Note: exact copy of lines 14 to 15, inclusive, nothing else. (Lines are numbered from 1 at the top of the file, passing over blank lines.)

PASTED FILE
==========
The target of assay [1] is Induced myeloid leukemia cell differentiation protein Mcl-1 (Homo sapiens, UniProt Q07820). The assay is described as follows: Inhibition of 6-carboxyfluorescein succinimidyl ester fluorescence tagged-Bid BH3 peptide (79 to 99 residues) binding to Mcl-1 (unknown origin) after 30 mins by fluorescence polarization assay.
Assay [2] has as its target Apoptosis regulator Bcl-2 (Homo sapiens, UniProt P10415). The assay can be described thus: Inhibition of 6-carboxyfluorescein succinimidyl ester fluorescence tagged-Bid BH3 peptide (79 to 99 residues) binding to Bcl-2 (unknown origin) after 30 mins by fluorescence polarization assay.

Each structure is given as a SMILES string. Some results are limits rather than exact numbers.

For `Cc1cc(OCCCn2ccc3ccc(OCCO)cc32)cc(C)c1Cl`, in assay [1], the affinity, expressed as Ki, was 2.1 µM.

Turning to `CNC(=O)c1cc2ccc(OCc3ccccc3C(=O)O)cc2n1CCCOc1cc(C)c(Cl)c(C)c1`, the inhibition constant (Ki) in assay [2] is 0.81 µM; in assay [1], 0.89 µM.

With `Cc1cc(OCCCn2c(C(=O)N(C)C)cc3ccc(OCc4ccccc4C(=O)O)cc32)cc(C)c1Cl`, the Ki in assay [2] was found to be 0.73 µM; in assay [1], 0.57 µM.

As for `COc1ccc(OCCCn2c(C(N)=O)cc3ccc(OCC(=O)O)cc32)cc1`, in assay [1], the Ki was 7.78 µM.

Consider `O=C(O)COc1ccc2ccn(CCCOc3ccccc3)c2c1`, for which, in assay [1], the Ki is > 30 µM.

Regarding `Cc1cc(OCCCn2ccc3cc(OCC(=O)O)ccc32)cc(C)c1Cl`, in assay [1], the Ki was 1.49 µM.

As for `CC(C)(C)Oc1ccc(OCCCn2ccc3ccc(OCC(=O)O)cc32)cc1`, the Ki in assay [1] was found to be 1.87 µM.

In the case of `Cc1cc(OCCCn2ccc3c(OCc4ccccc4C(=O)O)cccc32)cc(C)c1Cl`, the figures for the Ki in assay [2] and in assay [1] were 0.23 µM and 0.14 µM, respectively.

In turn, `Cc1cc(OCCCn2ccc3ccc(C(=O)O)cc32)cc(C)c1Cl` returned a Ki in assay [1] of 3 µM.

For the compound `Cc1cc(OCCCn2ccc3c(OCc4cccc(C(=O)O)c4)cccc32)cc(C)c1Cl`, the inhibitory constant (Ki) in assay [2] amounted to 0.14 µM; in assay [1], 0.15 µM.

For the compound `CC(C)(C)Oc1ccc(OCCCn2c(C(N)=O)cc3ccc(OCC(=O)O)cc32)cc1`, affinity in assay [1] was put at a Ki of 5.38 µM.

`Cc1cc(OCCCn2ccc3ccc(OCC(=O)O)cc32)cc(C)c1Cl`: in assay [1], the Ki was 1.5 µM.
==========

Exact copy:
For the compound `CC(C)(C)Oc1ccc(OCCCn2c(C(N)=O)cc3ccc(OCC(=O)O)cc32)cc1`, affinity in assay [1] was put at a Ki of 5.38 µM.

`Cc1cc(OCCCn2ccc3ccc(OCC(=O)O)cc32)cc(C)c1Cl`: in assay [1], the Ki was 1.5 µM.